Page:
Mar. 24th, 2012

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Thanks to my esteemed colleague The Classicist, who trailed into the office feeling under par last week, I am now loaded with the cold.  I should be spending today working on my WIP, but since I feel like my head's stuffed with aerated cotton wool, and since the sun has been shining (shock horror!!!) I've been pootling around the garden instead.

J took me to his favourite nursery this morning, at Uplawmoor.  Since he retired, he's transformed himself into a gardener, and his task today was to buy 15 privet plants for a client.  At this time of the month, I'm skint, so I was most dismayed to see a lovely variegated brunnera (Brunnera Dawson's White) and the most gorgeous salmon pink polyanthus on sale.  I was, however, able to persuade my Best Beloved to spend a few pennies on these plants in exchange for helping select and shift his privet plants and a bag of compost (and I wonder why I'm feeling awful???). 

Castle spotters will also be interested to know that we took a drive past Caldwell Tower (star of 'Restoration Man') to admire the new addition.  From one approach, the structure looks great - it's been nicely consolidated, and looks set fair for the foreseeable future.  From the other, well...  It looks like someone's tacked either a dodgy grain silo or a missile silo onto the side.  Not the world's most attractive feature, I fear...

After lunch, I went out into the garden to make the most of the weather.  I planted the brunnera (with a slug pub nearby), weeded some more of the front bed, then took the enormous step of taking away the fleece from the half-hardy plants and potting on one of the begonias that I've been hardening off.  I'm pretty confident now that we'll only have a few isolated frost pockets in exposed parts of the garden, and I'm so pushed for space indoors that I'm having to move things along. 

I'm disappointed in the over-wintering exercise: I put the plants out (under fleece) a few weeks back, and the chrysanthemum, the ageranthymum and most of the osteospermum have failed to put out any new growth.  This is surprising, as the chrysanthemum in particular were showing some shoots, and one of them was actually in its third winter, having been left outside all winter two years ago, where the temperature dipped to -6 a few times.  I suspect slugs or even vine weevil grubs may be to blame...  Never mind, I'll leave them a little longer and see if they pick up.  My half-hardy fuschia have, however, all survived...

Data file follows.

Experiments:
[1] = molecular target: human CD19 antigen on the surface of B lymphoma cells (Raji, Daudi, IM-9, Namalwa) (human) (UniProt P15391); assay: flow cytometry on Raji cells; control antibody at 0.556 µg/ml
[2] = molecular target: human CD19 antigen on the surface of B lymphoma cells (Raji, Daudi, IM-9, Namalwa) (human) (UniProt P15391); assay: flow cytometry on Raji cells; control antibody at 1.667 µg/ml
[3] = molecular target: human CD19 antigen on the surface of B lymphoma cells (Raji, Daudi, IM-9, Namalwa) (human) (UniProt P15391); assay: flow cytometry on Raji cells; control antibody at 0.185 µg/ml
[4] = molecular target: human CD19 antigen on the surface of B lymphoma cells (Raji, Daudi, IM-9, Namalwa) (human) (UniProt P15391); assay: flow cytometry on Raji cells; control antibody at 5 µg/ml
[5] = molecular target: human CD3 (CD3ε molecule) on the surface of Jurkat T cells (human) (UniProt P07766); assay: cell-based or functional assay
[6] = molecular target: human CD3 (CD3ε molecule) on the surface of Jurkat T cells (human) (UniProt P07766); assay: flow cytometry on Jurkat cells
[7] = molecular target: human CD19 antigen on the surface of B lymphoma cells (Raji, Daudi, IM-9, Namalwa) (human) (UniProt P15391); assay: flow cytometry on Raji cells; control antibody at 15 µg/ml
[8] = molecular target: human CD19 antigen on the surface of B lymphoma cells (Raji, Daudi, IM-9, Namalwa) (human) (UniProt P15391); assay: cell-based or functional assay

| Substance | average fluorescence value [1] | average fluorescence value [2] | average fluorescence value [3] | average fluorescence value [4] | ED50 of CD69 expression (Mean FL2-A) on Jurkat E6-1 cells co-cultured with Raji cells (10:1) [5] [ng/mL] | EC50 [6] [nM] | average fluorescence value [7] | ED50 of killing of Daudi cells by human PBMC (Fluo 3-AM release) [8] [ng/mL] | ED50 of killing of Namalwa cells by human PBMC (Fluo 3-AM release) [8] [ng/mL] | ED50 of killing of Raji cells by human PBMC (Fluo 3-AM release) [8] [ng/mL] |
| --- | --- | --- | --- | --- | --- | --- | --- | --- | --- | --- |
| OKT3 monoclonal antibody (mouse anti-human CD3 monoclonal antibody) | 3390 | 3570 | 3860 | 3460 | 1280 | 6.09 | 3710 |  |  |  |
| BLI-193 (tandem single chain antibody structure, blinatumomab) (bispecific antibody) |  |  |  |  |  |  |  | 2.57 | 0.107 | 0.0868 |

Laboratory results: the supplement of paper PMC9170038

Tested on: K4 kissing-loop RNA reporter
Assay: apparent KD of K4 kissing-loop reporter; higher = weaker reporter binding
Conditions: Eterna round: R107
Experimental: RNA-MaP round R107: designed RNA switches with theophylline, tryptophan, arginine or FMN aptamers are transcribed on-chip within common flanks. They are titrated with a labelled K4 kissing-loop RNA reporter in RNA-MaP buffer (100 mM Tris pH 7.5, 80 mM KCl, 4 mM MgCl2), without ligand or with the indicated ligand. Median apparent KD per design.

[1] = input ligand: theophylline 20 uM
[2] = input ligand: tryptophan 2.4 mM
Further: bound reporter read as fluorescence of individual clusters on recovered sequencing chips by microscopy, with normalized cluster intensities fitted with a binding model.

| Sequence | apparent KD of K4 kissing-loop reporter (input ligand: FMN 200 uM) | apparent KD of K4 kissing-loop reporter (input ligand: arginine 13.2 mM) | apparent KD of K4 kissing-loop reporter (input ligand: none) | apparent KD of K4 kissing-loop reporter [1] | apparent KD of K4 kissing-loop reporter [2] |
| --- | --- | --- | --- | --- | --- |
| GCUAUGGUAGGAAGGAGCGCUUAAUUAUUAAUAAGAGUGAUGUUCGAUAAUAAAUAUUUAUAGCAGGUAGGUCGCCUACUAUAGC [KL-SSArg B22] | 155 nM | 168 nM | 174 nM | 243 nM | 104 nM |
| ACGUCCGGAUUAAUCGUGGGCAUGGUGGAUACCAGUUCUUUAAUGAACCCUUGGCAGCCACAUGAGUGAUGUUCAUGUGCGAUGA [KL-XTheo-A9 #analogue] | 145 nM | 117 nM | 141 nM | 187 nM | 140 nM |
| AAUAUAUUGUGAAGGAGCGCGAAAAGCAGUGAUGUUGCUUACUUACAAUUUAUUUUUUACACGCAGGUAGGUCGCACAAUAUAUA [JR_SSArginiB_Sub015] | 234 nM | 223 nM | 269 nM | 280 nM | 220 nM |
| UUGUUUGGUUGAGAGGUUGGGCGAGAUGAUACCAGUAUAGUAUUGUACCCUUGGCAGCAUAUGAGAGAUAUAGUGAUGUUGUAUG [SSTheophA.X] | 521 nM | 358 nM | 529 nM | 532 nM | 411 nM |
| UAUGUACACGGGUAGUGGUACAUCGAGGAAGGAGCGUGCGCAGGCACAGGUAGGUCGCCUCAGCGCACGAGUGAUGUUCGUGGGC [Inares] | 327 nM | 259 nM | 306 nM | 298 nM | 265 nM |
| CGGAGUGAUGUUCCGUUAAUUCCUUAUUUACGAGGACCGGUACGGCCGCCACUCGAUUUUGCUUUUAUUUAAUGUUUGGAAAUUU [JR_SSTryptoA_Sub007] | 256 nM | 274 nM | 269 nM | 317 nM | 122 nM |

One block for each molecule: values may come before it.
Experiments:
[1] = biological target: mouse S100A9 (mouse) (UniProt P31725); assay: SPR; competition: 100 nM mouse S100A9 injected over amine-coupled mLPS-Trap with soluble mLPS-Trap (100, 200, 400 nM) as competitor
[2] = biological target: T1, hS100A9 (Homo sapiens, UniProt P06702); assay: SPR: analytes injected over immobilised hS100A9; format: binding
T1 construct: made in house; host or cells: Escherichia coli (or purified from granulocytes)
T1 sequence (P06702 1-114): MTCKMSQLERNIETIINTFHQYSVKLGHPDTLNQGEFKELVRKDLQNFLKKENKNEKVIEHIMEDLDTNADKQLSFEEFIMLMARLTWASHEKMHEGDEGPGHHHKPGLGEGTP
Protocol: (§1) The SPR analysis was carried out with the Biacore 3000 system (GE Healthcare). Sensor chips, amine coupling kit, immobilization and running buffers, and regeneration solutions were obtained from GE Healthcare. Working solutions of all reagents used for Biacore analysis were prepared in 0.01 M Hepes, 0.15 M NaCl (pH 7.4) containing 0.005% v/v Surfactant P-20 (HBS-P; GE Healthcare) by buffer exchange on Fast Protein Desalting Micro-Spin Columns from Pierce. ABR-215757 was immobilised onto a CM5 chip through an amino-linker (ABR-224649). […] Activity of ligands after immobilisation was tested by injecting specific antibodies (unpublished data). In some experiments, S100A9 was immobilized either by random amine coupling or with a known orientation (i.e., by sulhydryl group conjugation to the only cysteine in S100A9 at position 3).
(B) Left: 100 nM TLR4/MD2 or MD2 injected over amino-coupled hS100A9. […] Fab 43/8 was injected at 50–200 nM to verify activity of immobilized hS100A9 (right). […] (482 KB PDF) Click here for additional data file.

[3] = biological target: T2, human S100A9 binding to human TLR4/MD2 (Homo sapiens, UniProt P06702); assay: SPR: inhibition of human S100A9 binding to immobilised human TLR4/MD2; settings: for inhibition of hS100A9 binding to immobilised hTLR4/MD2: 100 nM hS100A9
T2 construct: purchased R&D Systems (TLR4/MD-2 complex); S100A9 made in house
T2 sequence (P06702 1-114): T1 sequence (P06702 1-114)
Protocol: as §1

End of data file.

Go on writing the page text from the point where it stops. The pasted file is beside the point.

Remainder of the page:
I seperated a few of my sweet pea, which arrived from T & M yesterday. I really dislike the way most sellers send 70 sweet pea plants in the form of 10 plugs containing 7 plants each - I need more than 10 plants for my garden, thank you, so I wind up dividing them, even though T & M says not to.  If it's done very carefully, they recover, though they don't like it when I do the equivalent of open heart surgery on them...   With the arrival of the sweet peas, the snapdragons are being shuffled out to the porch, along with some of the bedding begonias, for a couple of days' hot house treatment before being hardened off next week.  I'm hoping I can put a few of the snapdragons in the ground before we go off to France: if we have the misfortune of a blocking high in the jetstream while we're away, I'm really likely to lose all my plants if they're left in peat pots and we end up with a dry spell.  There's also a higher chance of frosts in that scenario, too, so here's hoping the atlantic rains aren't altogether absent - sorry, if you're sitting here thinking 'woo hoo!  Dry weather is GOOD!!  But hey, I've got to think of my plants...)

It's always a gamble, I suppose, when you go on your hols at this time of year...

Oh, and I forgot to mention.  I sowed my cornflower and nigella today, too.  So I've been busy...


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